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After presenting the discussion of the changing nursing care models, the three nurses, Mary, Nick, and James, had different opinions and evaluations of the presentations. They also added their ideas about the areas of discussion. Nick summed up that the four models also focus on increasing the accessibility of care while optimizing care delivery system. For example, he argues that ACOs have the goal of reducing costs. With high costs of health care, Nick suggests that more people may not have access to quality health care.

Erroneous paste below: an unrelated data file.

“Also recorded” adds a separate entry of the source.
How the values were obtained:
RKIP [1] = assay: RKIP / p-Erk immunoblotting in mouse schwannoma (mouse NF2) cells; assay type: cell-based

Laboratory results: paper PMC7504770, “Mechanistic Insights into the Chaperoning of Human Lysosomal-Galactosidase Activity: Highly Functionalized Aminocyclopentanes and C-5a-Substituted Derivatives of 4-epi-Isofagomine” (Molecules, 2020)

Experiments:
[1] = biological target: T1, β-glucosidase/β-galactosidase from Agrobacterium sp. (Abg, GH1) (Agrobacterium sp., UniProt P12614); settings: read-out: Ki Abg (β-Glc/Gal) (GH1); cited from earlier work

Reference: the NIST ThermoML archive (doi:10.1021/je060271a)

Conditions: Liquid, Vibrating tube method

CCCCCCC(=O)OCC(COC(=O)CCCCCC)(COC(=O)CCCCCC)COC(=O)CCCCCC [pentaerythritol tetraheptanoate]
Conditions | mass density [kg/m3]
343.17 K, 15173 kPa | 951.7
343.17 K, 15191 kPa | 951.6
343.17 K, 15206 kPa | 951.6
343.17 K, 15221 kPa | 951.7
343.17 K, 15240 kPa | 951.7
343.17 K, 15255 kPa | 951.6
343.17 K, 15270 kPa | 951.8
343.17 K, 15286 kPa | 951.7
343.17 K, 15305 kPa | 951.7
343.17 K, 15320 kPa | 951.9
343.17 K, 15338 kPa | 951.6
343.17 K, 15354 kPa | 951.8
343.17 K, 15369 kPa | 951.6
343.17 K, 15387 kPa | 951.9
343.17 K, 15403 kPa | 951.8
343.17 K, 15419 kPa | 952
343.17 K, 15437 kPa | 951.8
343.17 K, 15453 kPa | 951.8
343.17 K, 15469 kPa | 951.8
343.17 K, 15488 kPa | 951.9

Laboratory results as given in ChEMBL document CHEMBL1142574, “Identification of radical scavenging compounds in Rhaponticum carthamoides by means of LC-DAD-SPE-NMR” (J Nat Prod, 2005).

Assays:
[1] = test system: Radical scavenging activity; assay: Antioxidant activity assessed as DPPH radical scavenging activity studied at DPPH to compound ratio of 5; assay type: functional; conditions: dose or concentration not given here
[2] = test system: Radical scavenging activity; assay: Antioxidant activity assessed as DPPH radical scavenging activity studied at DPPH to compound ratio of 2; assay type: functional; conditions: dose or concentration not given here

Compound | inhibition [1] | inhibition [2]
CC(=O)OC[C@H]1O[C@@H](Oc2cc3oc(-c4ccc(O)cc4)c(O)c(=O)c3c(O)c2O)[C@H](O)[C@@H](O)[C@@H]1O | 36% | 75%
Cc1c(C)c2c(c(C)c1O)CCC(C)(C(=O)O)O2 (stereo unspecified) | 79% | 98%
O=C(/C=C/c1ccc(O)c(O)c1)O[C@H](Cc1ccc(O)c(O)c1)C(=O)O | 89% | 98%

ACOs have the responsibility of managing costs and ensuring quality care delivery for them to earn more bonuses. The goal of ACOs is to ensure that all care units and practices such as home care, hospitals, physicians, nurses, and doctors work harmoniously to eliminate unnecessary spending. James believes that this nursing model is the way to go now and in the future since it guarantees quality care delivery for all Americans. Unlike James and Nick, Mary is worried about the effectiveness of the ACOs in delivering low-cost quality care. While I agree with Nick and James’ response, Mary’s concerns are equally valid. Indeed, while ACOs may aid in resolving the challenge of inefficiency in systems of payment by rewarding health care providers better, McClellan et al. (2010) reckon that they may lead to consolidation of the healthcare industry. This situation may lead to some providers charging people more, especially when a given network of care providers dominates a particular geographical area.